Jason Todd’s death is the shadow lurking over a man who exists in the shadows. Prior to this volume, old wounds left from Jason’s death at the hands of the Joker were reopened from a farce perpetrated by Hush. This story takes place after those wounds mostly healed once again. Fast and furious, the Red Hood comes into Gotham to efficiently transplant himself into the industrious crime that the city is so known for. Batman must deal with the threat while trying not to fail his former protege.

Batman, by nature, is a tortured soul. His tragic origin is accepted to a point where people expect him to be cold, calculated, and remorselessly driven by his vengeful mission. The Batman is so effective in this role that it’s easy to think of him as being incapable of experiencing anything else. However, underneath the cowl there is still Bruce Wayne – a man who should be able to experience the emotional shortcomings that define humanity. Throughout this superbly executed read you get a real sense of the Dark Knight’s tortured conscience.

I don’t want to say anything else about the story because I’d hate to take away from its gripping appeal. On a more trivial note – 384 pages is on the high end for your average graphic novel. Most stick between 150-200 pages so getting that much more for a comparable price was enough reason to bump this higher on my priority list. I’m pleased to say that it’ll go back in line for a re-read.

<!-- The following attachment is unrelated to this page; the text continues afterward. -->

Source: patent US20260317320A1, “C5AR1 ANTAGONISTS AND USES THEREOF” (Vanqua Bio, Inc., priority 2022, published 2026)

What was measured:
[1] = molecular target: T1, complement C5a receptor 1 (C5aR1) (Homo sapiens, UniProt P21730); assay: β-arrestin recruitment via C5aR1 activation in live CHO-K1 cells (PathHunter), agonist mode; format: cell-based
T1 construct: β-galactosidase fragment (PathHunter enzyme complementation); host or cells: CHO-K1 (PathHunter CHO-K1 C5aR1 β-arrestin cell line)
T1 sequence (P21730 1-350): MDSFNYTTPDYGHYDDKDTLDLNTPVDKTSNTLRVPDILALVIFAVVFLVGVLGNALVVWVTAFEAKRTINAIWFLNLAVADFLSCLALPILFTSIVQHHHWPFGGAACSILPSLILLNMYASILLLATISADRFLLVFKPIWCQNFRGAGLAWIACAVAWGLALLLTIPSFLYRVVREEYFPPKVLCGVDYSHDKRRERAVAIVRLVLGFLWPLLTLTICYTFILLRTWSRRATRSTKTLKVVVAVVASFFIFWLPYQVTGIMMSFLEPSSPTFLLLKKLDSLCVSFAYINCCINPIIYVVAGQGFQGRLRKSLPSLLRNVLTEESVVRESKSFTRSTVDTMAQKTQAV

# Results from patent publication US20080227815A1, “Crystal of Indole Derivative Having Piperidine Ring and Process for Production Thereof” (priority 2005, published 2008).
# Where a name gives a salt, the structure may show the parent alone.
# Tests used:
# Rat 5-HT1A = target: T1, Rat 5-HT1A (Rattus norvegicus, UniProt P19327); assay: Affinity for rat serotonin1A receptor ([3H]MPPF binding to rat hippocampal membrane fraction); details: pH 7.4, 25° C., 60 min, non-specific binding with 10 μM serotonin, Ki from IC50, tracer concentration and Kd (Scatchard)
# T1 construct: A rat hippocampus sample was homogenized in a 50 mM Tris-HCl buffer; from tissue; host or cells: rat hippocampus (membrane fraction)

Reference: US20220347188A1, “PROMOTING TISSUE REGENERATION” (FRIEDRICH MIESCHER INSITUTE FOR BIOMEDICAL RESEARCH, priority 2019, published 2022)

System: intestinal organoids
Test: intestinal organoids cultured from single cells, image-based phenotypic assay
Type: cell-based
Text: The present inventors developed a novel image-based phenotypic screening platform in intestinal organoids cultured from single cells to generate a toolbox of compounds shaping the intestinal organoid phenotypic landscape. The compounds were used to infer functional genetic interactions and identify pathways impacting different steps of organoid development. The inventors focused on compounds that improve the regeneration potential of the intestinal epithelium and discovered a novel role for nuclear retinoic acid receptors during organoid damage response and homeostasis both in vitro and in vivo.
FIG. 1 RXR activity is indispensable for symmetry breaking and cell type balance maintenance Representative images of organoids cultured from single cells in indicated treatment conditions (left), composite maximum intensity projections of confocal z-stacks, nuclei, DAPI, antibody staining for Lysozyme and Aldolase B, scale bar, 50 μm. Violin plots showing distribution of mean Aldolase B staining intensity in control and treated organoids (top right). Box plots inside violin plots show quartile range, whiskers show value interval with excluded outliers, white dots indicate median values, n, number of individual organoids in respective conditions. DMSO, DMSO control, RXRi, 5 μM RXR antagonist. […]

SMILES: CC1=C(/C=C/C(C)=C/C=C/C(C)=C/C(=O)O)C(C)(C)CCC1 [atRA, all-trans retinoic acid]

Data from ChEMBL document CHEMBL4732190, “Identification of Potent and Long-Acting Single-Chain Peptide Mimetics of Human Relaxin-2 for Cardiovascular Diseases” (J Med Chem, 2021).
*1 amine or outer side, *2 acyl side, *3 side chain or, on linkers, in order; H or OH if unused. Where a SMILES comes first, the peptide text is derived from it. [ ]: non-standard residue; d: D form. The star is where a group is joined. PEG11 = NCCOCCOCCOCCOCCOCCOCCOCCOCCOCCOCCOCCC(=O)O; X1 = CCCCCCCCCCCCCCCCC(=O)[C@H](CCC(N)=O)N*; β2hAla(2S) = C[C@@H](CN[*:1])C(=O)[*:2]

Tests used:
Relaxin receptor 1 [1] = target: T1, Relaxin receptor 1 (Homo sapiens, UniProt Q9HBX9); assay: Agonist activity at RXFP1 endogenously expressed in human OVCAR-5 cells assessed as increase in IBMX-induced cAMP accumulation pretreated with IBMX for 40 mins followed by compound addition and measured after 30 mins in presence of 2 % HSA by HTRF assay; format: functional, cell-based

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My rating of BATMAN: UNDER THE RED HOOD is a vengeful 8.5 out of 10.

INJUSTICE: GODS AMONG US by Tom Taylor & Jheremy Raapack, Volume 1

INJUSTICE: GODS AMONG US by Tom Taylor & Jheremy Raapack, Volume 1

WOWIf I was forced to summarize my feels in one word that would be it – wow!

I played the INJUSTICE: GODS AMONG US video game on Xbox 360 with my son to completion. From the first play through to every subsequent replay, this game was a hell of a lot of fun. When I heard about this graphic novel tie-in I frowned upon the idea. Senseless merchandising can easily burn my interest in something to the ground… except for Star Wars which has a free pass in all things non-Jar Jar. It wasn’t until I saw the Amazon rating average of (4.6 out of 5 stars after close to 200 customer reviews) that I decided to give it a shot.

I’ve never been happier to be wrong! INJUSTICE: GODS AMONG US Volume 1 written by Tom Taylor and impressively illustrated by Jheremy Raapack was a surprise delight. It had a healthy mix of humor, action, and even right down to some of the ‘feels’. The dialogue was well-composed so it felt very natural; comic books often fail to reach such fluid conversation. The story was solid – in the end I found it satisfyingly conclusive while having me salivating for the next volume.

My rating of INJUSTICE: GODS AMONG US Volume 1  is a gushing 8.5 out of 10. GO READ THIS BOOK!